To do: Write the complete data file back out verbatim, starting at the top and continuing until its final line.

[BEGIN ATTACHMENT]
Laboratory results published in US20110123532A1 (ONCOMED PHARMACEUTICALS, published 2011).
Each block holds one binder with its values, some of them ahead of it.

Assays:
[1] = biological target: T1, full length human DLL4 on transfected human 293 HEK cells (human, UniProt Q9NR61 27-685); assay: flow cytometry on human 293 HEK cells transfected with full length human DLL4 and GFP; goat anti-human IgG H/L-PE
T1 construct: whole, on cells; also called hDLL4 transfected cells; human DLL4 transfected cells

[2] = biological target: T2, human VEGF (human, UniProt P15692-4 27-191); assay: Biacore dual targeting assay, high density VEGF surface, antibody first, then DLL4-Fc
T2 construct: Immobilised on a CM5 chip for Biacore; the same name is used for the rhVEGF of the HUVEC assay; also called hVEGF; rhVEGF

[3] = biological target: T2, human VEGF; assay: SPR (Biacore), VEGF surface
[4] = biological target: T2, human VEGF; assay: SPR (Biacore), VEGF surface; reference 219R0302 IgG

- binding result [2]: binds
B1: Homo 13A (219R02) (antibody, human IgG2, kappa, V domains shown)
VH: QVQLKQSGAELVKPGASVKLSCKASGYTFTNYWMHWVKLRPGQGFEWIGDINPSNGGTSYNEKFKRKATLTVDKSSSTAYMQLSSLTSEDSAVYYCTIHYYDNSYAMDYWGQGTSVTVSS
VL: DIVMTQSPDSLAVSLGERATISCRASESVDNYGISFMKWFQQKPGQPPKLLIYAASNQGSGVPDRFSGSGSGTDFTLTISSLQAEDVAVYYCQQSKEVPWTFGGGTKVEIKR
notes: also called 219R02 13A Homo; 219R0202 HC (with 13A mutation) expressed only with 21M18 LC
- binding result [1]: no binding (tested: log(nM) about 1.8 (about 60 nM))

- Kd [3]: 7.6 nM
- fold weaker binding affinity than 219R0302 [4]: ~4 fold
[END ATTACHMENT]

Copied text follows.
Laboratory results published in US20110123532A1 (ONCOMED PHARMACEUTICALS, published 2011).
Each block holds one binder with its values, some of them ahead of it.

Assays:
[1] = biological target: T1, full length human DLL4 on transfected human 293 HEK cells (human, UniProt Q9NR61 27-685); assay: flow cytometry on human 293 HEK cells transfected with full length human DLL4 and GFP; goat anti-human IgG H/L-PE
T1 construct: whole, on cells; also called hDLL4 transfected cells; human DLL4 transfected cells

[2] = biological target: T2, human VEGF (human, UniProt P15692-4 27-191); assay: Biacore dual targeting assay, high density VEGF surface, antibody first, then DLL4-Fc
T2 construct: Immobilised on a CM5 chip for Biacore; the same name is used for the rhVEGF of the HUVEC assay; also called hVEGF; rhVEGF

[3] = biological target: T2, human VEGF; assay: SPR (Biacore), VEGF surface
[4] = biological target: T2, human VEGF; assay: SPR (Biacore), VEGF surface; reference 219R0302 IgG

- binding result [2]: binds
B1: Homo 13A (219R02) (antibody, human IgG2, kappa, V domains shown)
VH: QVQLKQSGAELVKPGASVKLSCKASGYTFTNYWMHWVKLRPGQGFEWIGDINPSNGGTSYNEKFKRKATLTVDKSSSTAYMQLSSLTSEDSAVYYCTIHYYDNSYAMDYWGQGTSVTVSS
VL: DIVMTQSPDSLAVSLGERATISCRASESVDNYGISFMKWFQQKPGQPPKLLIYAASNQGSGVPDRFSGSGSGTDFTLTISSLQAEDVAVYYCQQSKEVPWTFGGGTKVEIKR
notes: also called 219R02 13A Homo; 219R0202 HC (with 13A mutation) expressed only with 21M18 LC
- binding result [1]: no binding (tested: log(nM) about 1.8 (about 60 nM))

- Kd [3]: 7.6 nM
- fold weaker binding affinity than 219R0302 [4]: ~4 fold